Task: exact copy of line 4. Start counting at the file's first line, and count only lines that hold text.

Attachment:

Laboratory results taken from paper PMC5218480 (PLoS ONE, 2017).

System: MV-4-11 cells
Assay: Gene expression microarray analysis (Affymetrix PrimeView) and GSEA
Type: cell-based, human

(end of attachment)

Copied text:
Type: cell-based, human